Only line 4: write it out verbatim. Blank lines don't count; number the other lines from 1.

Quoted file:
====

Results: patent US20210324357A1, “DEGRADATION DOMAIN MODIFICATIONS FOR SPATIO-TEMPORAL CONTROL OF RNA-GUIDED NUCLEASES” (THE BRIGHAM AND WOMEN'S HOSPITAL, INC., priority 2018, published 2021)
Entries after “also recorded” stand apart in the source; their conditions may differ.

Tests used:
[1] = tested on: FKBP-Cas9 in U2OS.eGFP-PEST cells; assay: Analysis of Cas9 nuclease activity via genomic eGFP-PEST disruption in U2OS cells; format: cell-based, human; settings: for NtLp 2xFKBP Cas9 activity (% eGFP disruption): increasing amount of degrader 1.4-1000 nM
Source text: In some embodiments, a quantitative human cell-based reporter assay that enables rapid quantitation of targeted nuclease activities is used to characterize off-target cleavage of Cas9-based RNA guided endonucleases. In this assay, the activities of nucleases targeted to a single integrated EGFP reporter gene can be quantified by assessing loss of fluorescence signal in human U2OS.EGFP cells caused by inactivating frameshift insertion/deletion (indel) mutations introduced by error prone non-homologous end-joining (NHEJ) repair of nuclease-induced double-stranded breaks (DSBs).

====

[1] = tested on: FKBP-Cas9 in U2OS.eGFP-PEST cells; assay: Analysis of Cas9 nuclease activity via genomic eGFP-PEST disruption in U2OS cells; format: cell-based, human; settings: for NtLp 2xFKBP Cas9 activity (% eGFP disruption): increasing amount of degrader 1.4-1000 nM